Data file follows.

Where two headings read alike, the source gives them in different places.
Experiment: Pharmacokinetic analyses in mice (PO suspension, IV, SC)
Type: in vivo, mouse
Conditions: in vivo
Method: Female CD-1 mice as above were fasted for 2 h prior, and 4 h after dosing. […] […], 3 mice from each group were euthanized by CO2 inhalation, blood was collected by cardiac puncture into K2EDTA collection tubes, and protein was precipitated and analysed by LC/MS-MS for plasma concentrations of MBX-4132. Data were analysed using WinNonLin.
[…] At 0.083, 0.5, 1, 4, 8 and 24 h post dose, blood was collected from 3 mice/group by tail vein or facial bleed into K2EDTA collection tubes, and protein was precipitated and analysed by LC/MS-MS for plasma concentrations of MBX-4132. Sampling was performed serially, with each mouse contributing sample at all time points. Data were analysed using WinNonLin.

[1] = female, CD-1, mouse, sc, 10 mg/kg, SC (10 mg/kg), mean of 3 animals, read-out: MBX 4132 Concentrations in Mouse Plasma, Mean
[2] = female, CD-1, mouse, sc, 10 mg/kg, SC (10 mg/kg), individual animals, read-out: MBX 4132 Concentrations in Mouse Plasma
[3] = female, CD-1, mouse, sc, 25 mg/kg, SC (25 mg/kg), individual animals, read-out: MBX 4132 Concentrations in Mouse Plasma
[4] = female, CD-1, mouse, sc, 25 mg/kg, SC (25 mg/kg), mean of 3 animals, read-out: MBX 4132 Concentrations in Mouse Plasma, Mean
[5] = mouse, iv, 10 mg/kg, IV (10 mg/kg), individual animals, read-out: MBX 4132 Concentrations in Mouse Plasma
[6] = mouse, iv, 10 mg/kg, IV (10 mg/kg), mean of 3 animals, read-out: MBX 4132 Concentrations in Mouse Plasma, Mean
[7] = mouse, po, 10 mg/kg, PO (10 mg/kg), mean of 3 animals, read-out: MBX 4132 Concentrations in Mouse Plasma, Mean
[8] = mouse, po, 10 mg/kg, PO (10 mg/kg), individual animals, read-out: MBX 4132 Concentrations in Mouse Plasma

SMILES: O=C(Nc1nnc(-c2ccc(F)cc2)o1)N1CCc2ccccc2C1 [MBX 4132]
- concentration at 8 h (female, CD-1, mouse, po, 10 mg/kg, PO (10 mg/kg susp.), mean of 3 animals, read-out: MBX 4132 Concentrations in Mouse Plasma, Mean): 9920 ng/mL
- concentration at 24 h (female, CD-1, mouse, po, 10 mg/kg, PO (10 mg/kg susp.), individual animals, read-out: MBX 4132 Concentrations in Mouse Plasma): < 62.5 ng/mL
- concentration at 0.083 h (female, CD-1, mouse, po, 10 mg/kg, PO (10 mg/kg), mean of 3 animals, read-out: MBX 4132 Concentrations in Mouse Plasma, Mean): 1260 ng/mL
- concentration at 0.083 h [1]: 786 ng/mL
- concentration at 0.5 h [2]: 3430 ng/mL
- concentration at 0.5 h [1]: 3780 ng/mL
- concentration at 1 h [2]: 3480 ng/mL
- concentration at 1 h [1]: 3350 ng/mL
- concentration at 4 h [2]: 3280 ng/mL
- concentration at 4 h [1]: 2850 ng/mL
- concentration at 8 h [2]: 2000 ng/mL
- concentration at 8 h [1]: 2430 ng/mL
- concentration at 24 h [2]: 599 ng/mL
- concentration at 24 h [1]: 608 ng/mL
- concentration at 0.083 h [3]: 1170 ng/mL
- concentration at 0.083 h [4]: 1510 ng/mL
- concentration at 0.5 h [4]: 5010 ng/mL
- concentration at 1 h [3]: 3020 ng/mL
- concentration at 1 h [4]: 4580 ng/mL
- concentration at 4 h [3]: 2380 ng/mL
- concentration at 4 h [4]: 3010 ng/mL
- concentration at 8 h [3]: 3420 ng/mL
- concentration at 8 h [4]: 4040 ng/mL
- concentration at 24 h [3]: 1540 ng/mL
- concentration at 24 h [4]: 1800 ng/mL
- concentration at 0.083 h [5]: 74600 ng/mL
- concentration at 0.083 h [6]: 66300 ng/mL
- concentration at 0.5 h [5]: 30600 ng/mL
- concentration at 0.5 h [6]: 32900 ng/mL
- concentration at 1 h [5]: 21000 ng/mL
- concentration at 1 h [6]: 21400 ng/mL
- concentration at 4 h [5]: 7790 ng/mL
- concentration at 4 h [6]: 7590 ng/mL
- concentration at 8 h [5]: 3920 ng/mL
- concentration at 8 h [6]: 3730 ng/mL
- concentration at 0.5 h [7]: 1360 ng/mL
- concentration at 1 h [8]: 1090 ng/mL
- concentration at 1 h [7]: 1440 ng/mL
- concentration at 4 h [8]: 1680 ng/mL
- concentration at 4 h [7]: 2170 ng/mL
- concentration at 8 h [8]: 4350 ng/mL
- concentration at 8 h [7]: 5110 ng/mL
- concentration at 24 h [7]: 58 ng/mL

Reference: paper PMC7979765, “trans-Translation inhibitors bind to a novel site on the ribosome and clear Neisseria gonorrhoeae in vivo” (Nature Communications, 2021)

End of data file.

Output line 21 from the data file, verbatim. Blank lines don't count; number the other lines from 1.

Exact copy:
- concentration at 0.5 h [1]: 3780 ng/mL